Hancock, Strike head towards end game on Warrego
“MIN can continue to sit on the register as kingmaker and leverage its swing vote to secure favored access to infrastructure and other synergies within its operations,” said Credit Suisse analyst Saul Kavonic.
Hancock Energy director Stuart Johnston said the situation had just over a third of Warrego’s register left to play for as the offer entered its final hours.
He said the 8.8 per cent drop in Warrego shares on Friday, which was extended by a further 2.7 per cent drop on Monday, underlined the volatility in the script behind the Perth Basin players, in contrast to Hancock’s steady bid.
He strongly urged Warrego shareholders to sell their shares in Hancock’s offer or face the risk of continued volatility. Warrego shares closed at 35.5¢ on Monday.
“As we pointed out in our bid statements, we believe that the value of that paper has been unrealistically inflated because of the bidding behavior and the rise of the competition for that bid,” Mr Johnston said. “But it now comes down to a choice between a firm offer of 36 cents and Strike paper.”
Still, Strike pointed to the price investors are willing to pay for Warrego’s shares on the market, calculating it represents a peak price on a resource basis of $2.14 per gigajoule, equivalent to a multibillion-dollar look-through value for Strike own gas in the ground.
It said the implied offer price of its offer based on Strike’s closing price on Friday was 37¢ per share, still a 32 percent premium to Hancock’s base offer of 28¢ and 3 percent higher than the conditional 36¢ offer price.
Speaking after the release of Strike’s December quarterly report on Monday, Mr Nicholls said MinRes’ decision to take a strategic stake in Warrego highlighted concerns about gas supply in WA.
“MinRes clearly has an ambition to build a fairly significant energy business within their vertically integrated mining and mining services, mineral processing outfit,” he said.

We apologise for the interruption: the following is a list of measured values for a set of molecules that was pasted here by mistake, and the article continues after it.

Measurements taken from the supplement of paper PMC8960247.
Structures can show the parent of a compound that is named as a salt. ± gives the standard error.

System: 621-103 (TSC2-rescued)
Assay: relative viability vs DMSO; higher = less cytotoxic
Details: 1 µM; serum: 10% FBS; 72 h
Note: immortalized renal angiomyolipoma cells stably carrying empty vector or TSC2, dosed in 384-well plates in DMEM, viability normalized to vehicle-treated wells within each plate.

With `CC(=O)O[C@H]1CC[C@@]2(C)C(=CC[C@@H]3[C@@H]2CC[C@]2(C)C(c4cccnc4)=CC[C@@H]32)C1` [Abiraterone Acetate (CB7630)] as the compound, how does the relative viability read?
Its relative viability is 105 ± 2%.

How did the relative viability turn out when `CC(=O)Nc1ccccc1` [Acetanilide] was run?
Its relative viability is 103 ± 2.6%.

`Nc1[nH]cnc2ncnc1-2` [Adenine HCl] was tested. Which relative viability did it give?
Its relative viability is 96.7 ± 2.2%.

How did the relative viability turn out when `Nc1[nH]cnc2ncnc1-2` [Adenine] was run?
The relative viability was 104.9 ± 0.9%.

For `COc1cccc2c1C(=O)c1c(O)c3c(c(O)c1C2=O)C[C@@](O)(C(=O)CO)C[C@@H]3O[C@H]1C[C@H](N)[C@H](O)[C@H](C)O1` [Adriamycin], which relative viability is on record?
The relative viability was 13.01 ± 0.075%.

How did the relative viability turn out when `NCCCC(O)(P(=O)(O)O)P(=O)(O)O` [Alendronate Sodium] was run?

“They put themselves in the Warrego situation to sit at the table and to possibly obtain gas from the West Eregulla project through their shareholding in Warrego.
“And I don’t think that MinRes picking up 19 per cent at almost 40¢ was necessarily in Hancock’s interest.”
Strike expects its Walyering development in the Perth Basin to be up and running by the end of this quarter and has a binding agreement to supply Santos, a major player in the WA domestic gas market, for the next five years.
Mr Nicholls said he was not surprised that the DomGas Alliance in WA, which represents Alcoa, Wesfarmers and Coogee Chemicals, had started lobbying the State Government over domestic gas supply.
“WA has one of the lowest gas prices in the world, especially for any OECD country,” he said.
“These businesses, such as Wesfarmers and Alcoa, operate in a highly attractive energy market under WA’s domestic gas reservation policy and have therefore enjoyed a competitive advantage over their global peers.
“Gas in WA is becoming a more scarce commodity but is still artificially lower in price than gas in the rest of Australia and even around the world.”
For Hancock, the takeover battle comes as it faces hurdles in its east coast gas investment by Senex Energy due to federal government intervention in the gas market that caused Senex to halt its $1 billion Atlas project.
Mr Johnston described the government intervention as “very, very worrying” for the prospects of meeting gas demand on the east coast.
“I’m looking at the eastern states and I’m wondering how it’s going to play out because I just don’t see the offer coming,” he said.
“The story in the west is somewhat different … there’s more of a vertical integration story there, where the reason we’re looking for gas in the west is really to support our own operations for the next few decades,” he said. he said.